Jessica Chastain and Michael Shannon in Showtime’s Sensitive Portrait of Country Music Superstars

Jessica Chastain and Michael Shannon in Showtime’s Sensitive Portrait of Country Music Superstars

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Watching a newly-in-love George Jones (Michael Shannon) and Tammy Wynette (Jessica Chastain) perform together at a bar, country music producer Billy Sherrill (David Wilson Barnes) takes in the crowd’s rapturous reaction.

“Look at how they look at them,” he remarks to songwriter George “Rich” Richey (Steve Zahn) beside him. “George and Tammy are every man who ever loved a woman, and every woman who ever loved a man.” Rich suggests it’s “just poetry,” but Billy sees something else. “Not poetry. Commerce,” he says, adding only after a pause: “And poetry too, I suppose.”

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It’s true the two are inextricably linked in Showtime’s George & Tammy, which charts a relationship in which the tumultuous romance fed the chart-topping music, and vice versa. But it’s the first part of Billy’s statement that truly gets to the heart of the series. This is, above all, a love story, almost as gripping and plaintive as the tunes that skyrocketed the pair into lasting fame.

Created by Abe Sylvia (who wrote last year’s Oscar-winning Chastain vehicle, The Eyes of Tammy Faye) and directed by John Hillcoat (Triple 9), the miniseries does not aim to reinvent the artist-biopic wheel. Its structure is a fairly straightforward chronicle of the pair’s journey — from their first meeting in the late ’60s through their rocky marriage in the ’70s and all the way into their final collaborations in the ’90s. (“Why should we let divorce ruin a perfectly good partnership?” Tammy asks wryly.)

Nor does it completely manage to sidestep the clichés of a music-biz drama, like iffy wigs and hit songs deployed as overly literal descriptors of events we’re already watching unfold. Its very premise can’t help but invoke the likes of Walk the Line or A Star Is Born, particularly in a first episode that introduces Tammy as a rising star on the Nashville scene, and George as a slightly faded one suffering an alcoholic addiction so severe that his bandmate (Walton Goggins) is forced to duct-tape his knees in order to keep him upright enough to perform.

But perhaps because it’s based on a memoir written by someone so entangled in both their lives — their only biological daughter, Georgette Jones — the series’ perspective remains unusually up close and personal, focused above all else on the relationship itself as experienced by the two people inside it. To tell that story, George & Tammy gives itself the luxury of time. Although the series is a fast-paced one, in that it covers roughly a quarter of a century over six hourlong episodes, it takes great care not to rush the moments that make up those decades. It leaves room for uncertain silences, for meaningful glances, for playful moments with the kids or arguments rehashed again and again over time.

Most of all, it lingers on the way Tammy and George simply look each other, and Chastain and Shannon speak volumes through the way their eyes light up or darken or soften around one another. That both turn in exceptional performances should come as little surprise (even if their impressive singing voices do). But in scenes together, the intensity of their chemistry seems to show each of them in a whole new light.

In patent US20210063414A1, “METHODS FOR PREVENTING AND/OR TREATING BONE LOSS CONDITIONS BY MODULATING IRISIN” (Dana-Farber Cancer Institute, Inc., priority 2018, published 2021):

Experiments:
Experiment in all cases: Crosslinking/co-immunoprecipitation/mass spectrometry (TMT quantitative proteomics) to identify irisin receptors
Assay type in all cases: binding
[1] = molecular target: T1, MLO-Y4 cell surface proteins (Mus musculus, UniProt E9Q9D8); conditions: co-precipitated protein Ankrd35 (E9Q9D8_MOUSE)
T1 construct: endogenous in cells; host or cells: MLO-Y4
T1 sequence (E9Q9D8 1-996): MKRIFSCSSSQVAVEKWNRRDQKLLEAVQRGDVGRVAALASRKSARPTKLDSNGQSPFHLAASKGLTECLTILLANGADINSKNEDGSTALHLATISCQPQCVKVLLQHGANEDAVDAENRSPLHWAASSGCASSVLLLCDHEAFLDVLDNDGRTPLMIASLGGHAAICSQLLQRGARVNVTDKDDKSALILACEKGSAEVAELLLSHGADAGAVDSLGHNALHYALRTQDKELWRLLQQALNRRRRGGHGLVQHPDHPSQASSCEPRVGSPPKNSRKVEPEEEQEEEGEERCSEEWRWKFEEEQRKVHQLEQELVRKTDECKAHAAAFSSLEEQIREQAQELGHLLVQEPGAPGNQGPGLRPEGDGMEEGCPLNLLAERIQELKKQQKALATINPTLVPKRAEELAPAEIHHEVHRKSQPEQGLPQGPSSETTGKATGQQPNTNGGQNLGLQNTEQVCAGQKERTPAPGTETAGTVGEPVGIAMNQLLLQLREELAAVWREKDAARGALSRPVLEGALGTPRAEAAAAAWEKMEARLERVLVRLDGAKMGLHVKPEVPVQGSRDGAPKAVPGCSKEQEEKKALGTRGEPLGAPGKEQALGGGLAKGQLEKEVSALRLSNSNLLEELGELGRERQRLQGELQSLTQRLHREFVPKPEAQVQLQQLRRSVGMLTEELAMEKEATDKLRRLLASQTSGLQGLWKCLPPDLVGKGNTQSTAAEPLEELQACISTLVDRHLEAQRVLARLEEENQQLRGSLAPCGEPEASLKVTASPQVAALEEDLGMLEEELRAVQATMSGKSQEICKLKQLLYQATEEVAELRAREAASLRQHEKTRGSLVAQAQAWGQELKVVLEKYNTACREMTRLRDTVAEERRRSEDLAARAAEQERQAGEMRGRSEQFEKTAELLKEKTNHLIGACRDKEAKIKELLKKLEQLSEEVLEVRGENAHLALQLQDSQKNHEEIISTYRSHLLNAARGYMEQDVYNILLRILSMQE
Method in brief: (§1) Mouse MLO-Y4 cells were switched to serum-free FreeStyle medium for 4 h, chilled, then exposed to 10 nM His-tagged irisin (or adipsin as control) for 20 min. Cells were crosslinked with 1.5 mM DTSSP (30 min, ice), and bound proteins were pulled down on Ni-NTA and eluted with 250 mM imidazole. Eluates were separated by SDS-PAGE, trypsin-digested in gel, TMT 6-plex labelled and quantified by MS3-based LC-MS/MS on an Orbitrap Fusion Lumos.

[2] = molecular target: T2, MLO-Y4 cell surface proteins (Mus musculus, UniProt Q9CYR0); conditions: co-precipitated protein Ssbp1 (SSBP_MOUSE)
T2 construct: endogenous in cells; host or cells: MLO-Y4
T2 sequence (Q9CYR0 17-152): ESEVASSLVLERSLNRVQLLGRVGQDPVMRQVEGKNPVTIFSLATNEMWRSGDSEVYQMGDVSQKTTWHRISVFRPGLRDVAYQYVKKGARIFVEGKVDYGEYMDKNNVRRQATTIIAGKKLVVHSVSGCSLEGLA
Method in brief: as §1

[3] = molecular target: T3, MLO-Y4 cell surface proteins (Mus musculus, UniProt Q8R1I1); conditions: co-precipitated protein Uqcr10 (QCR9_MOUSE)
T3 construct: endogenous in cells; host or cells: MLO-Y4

From that firsthand angle, labels and stereotypes that might apply from afar tend to melt away. Tammy isn’t merely some meek little lady standing by a man who did her wrong, but an ambitious talent whose love outweighs her reservations until it doesn’t. George is a terror when drunk, and George & Tammy‘s harrowing depictions of his violent rampages make no excuses for his behavior. But he’s also more than the sum of his worst habits, and the series takes pains to show the gentleness and humor that were also integral to his personality. You can judge their choices — and the series is well aware of how destructive and tragic many of them will turn out to be — but you’ll understand, at the very least, how they got there.

The tradeoff to such intimacy is a sense of scope. The pair’s ballooning successes can be gleaned from snippets of dialogue about charts and records, or from shots of glamorous venues and roaring crowds. Tammy and George’s places in country music history or culture more generally are hinted at here and there, by questions posed by a fan about Tammy’s anti-feminist messaging or one directed to George by a radio host about his opinions on modern country music. But the series does not dwell on such issues long enough to make any particular statement about what George and Tammy’s lives and careers might represent to those outside themselves. For that matter, it does not even dig very deeply into their relationships with those in their inner circle, like their next spouses or their children.

Yet this narrowness reads, in a certain light, less as a limitation than as a show of empathy. Throughout George & Tammy, George expresses ambivalence about the divide between “George Jones,” the charismatic star beloved by millions, and “Glenn,” the troubled human man he actually understands himself to be. That this series exists at all testifies to the enduring appeal of the former: Plain old Glenns don’t get glossy Hollywood projects about their lives, and this one’s A-list cast, sensitive direction and inescapably catchy soundtrack are bound to reinforce or introduce the legend of George Jones and Tammy Wynette to a fresh audience of TV viewers. In the end, however, it’s the latter that proves the key. George & Tammy succeeds where so many other biopics fail: by bringing its subjects to life not as legends — but simply as a man and a woman, profoundly and imperfectly in love.

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